As America continues to consider legislation for improving cybersecurity, the actions of other Western nations may (or may not) be of influence and interest. I recently received a management summary of the proposed German IT security legislation being drafted by the government. [In Germany, more so than in the US, government proposals come from the executive and are likely to be adopted by the parliament.]. Naturally, the base text is in German, but this English language summary is quite informative and reflects a much more regulatory approach than many in America are considering:
German Ministry of the Interior
Content of Main Regulations to Improve IT SecurityOperators of critical infrastructure are required to meet minimum IT security standards: Operators of major critical infrastructure shall take IT security measures in accordance with the state of the art and ensure compliance therewith. Sectors may develop internal standards which the Federal Office for Information Security (BSI) recognizes as a concretization of the statutory commitment.
Operators of critical infrastructure are required to report significant IT security incidents: Operators of major critical infrastructure shall immediately report to the BSI any IT security incidents having implications for security of supply or public safety through channels established for that purpose. Only in this way can the Office for Information Security create a valid national situation report and support the operators in overcoming the incident.
Telecom providers are required to meet minimum IT security standards: Providers shall ensure IT security in accordance with the state of the art, not only as in the past to protect confidentiality and privacy of personal data but also to guard against unauthorized intrusions in the infrastructure, in order to improve the resilience of the networks as a whole and thus to ensure their availability.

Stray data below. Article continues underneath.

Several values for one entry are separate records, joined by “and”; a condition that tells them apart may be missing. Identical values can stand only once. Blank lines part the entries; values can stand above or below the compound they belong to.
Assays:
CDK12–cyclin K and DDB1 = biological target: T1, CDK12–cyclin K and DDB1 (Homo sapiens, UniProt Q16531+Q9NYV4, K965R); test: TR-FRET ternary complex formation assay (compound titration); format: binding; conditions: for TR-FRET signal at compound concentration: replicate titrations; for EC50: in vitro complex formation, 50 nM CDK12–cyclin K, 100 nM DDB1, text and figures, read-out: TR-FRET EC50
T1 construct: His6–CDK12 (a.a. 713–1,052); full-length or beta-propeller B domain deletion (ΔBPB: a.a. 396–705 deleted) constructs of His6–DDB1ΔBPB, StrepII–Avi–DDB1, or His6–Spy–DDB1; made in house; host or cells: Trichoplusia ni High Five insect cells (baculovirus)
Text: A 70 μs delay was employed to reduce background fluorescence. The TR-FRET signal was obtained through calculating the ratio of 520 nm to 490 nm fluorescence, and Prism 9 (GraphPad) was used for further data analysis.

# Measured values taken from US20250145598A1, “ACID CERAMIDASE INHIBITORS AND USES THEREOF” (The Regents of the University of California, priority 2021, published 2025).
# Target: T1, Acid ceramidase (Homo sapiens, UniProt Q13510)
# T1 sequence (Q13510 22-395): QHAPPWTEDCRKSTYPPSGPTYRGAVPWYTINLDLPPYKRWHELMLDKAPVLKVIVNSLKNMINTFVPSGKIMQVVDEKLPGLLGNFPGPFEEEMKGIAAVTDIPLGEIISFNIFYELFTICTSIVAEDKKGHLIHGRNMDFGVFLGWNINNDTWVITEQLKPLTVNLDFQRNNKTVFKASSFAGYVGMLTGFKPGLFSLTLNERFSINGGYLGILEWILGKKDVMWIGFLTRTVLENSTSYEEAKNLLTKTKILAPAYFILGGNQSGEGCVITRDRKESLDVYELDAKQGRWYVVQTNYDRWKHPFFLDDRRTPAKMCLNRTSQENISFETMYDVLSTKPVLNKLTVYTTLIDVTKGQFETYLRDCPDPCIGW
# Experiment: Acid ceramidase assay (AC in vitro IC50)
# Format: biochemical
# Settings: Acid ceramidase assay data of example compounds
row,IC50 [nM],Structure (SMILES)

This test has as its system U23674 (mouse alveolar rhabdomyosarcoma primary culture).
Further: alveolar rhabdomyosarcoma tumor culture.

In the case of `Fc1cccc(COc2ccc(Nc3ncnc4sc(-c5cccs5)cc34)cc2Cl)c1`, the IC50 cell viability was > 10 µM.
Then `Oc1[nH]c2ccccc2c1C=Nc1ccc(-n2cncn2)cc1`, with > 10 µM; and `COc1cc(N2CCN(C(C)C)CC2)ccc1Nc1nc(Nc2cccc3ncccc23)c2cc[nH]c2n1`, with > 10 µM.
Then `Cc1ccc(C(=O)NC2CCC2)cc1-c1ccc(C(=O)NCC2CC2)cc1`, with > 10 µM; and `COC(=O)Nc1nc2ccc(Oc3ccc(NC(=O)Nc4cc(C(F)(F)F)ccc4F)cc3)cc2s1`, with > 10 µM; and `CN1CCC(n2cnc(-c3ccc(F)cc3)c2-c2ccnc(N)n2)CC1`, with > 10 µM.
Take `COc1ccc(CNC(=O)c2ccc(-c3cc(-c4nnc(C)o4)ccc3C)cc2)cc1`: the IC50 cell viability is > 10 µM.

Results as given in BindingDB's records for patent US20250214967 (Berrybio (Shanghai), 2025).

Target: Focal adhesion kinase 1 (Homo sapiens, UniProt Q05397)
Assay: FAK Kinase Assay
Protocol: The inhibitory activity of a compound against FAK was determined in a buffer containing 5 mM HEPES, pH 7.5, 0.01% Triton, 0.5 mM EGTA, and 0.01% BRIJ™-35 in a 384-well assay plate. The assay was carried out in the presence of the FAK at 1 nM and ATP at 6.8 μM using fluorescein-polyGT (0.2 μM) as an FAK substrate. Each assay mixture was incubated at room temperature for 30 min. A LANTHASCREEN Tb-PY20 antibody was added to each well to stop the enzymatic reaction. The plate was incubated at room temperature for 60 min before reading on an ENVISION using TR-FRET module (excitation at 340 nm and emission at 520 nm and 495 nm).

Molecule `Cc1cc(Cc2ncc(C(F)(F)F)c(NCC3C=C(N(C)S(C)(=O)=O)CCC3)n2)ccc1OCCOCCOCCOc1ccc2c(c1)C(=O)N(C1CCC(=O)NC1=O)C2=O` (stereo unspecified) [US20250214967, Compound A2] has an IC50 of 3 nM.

Telecom providers are required to report significant IT security incidents: Providers shall immediately report IT security incidents that could lead to a disruption in availability or unauthorized access to user systems. Beyond the existing reporting requirement in case of a breach of personal data privacy, providers responsible for the backbone of the information society will thus be able to contribute to a valid and complete situation report.
Telecom providers are obligated to inform users of malware and provide technical support tools to identify and remove it: The prescribed information shall enable the user himself to take measures against the malware. The providers must furthermore provide users with easy-to-use security tools that can be used to prevent and eliminate disruptions emanating from the concerned user’s infected system.
Providers of telemedia services are required to meet minimum IT security standards: To reduce the spread of malware via telemedia, providers who offer telemedia services commercially and for remuneration are obligated to implement recognized protective measures to improve IT security to a reasonable degree.
The Federal Office for Information Security is required to report annually: The envisaged annual report and its publication are intended to further sensitize the public to the issue of IT security, which, in light of the fact that numerous successful IT intrusions could have been prevented by using standard tools, is particularly important.